Wednesday, April 1, 2015

Dark Heir (Jane Yellowrock #9) by Faith Hunter

When Jane receives an alarm that there’s a battle going on in vampire central, she assumed they were under attack from outside

But it was far worses – one of the fathers of the vampire species, long imprisoned in Master Vampire Leo’s basement has escaped. Ancient, powerful beyond all measure and homicidally dangerous he is now running free through New Orleans, leaving a trail of bodies in his wake

The human press and authorities have noticed and they want his head on a platter –and the mob are willing to add a whole lot more vampire heads I the process

But Joses is a revered figure in vampire society – his being held hostage is one of the few things preventing the European vampires from invading. His death would give them they every excuse to do so…

The Jane Yellowrock series is now a very long running and established one and it’s also a series that makes full use of everything that has happened before. So this book contains characters, information and references to everything that has happened in the past – which I love. It also doesn’t engage in lots and lots of excessive recapping which I also love

But perhaps a little non-excessive recapping wouldn’t have gone amiss. Not a lot, but just a little to not leave me floundering at times at a new name or another event mentioned, another past drama referenced, another mystical shiny touched upon. I didn’t get lost per se, but when something was mentioned it did take me a little while to catch up and remember exactly what it was they were talking about which did affect the pacing a little.

It is probably something I wouldn’t normally mention if the middle of the book wasn’t kind of flabby anyway – I think it comes down to the actual plot of the book not being overly complex. There are complex elements – like the different factions all having different motives for Joses – the priests wanting him alive, but each delivering to them, Leo wanting him alive to hold off the European vampires, the humans mortal authorities wanting him dead. All of this could make for a lot of complexity and nuance and difficulty – but it didn’t really emerge. These were the factions that were all vying for a piece of Joses and needed balancing, but ultimately the majority of the book was one single thread of Jane trying to chase Choses, trying to find Joses, fighting Joses, collapsing from exhaustion/healing then getting up and doing it again. There were no real twists no real different directions – just a chase.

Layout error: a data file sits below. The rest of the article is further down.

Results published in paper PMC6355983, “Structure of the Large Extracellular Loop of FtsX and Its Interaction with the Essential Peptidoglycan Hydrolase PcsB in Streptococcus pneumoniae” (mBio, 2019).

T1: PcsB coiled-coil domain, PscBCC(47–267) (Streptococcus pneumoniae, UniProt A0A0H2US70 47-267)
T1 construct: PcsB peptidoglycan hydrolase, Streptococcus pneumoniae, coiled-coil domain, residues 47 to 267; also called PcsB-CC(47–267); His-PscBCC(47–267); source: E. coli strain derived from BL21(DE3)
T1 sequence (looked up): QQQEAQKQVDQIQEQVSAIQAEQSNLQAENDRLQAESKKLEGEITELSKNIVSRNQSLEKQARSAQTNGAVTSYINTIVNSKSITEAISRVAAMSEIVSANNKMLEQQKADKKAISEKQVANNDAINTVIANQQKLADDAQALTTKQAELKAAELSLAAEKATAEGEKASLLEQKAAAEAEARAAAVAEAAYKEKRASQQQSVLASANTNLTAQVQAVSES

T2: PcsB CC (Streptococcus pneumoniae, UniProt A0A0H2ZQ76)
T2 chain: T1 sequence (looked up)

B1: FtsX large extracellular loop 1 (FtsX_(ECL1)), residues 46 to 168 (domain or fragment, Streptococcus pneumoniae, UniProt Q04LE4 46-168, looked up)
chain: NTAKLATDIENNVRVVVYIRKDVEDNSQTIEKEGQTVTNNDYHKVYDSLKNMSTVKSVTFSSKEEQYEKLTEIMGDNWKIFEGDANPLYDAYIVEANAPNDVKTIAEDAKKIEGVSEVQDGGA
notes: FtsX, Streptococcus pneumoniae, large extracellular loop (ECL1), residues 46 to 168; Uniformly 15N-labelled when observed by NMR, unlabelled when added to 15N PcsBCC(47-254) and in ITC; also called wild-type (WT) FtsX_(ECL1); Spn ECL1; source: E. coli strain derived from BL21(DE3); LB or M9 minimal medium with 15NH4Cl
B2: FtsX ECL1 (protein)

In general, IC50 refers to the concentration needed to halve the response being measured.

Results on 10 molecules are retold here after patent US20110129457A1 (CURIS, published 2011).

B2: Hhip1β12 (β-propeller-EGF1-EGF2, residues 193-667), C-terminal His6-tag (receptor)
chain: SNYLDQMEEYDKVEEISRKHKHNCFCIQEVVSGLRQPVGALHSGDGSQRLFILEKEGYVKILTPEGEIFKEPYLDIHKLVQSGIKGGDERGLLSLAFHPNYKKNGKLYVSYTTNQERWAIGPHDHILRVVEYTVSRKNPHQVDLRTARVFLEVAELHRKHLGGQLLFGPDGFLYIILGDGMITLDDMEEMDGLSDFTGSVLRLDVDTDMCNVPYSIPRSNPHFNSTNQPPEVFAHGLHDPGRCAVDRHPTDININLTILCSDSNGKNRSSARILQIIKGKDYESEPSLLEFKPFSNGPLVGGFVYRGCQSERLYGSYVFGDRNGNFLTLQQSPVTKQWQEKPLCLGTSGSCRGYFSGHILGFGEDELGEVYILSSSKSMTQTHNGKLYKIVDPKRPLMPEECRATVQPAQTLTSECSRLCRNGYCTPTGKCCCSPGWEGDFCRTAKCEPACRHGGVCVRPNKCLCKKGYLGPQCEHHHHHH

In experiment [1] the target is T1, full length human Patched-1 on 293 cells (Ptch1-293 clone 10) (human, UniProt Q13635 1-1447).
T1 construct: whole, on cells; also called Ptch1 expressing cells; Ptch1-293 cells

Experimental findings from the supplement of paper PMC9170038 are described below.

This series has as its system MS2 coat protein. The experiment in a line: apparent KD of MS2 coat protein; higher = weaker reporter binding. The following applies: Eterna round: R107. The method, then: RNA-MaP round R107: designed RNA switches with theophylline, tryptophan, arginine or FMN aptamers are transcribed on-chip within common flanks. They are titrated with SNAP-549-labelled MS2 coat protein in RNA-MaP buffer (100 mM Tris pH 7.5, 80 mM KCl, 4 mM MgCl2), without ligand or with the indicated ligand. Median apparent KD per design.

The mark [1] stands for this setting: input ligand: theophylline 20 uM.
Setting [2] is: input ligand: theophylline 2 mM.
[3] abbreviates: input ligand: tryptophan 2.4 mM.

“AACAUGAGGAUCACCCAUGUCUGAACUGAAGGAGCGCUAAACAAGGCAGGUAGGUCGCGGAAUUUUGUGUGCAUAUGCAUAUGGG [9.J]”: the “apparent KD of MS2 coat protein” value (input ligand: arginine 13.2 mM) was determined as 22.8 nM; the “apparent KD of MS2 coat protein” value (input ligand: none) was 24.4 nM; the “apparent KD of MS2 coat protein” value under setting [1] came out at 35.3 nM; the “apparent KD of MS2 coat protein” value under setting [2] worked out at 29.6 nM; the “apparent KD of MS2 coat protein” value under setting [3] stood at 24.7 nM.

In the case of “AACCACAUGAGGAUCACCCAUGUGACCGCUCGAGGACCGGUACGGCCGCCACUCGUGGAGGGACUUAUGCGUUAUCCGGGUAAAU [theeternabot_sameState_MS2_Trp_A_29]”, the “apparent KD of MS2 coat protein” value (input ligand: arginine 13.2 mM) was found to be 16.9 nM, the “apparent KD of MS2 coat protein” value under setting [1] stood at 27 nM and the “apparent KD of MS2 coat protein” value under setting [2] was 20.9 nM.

There was a lot of investigations into why Joses was imprisoned in the first place and what drove him insane and required it – but it all felt just a little irrelevant, partially because of this series ongoing treatment of mental illness. Vampires in this setting going insane, on a semi-regular basis. When newly turned, when bitten by certain creatures, when particularly injured, when particularly sad. It would help a lot if this wasn’t really termed as a mental illness and it was just referred to as the dovoveo but there is a lot of leaking over to comparing it to “mundane” insanity. This also arises with Jane who also believes Skinwalkers will, inevitably, become insane and dangerous as well. This is both stigmatising (despite the endless trope, most mentally ill people are not dangerous) but it also rendered this whole investigation somewhat pointless. We spend so much time trying to figure out what drove Joses over the edge – but in this setting it could have been ANYTHING and was rather irrelevant. Vampires so regularly frolic over that edge that it could have been the clashing wallpaper that drove him to it.

It brought out a lot of old characters – like Leo’s son – and helped explain the mental conditions of Bethany, Leo’s son and even a few others, but, again, since we have a setting where insane serial killing can afflict any vampire quite easily, knowing the particular trigger just didn’t seem that necessary. I just hope these revelations become more pertinent in later books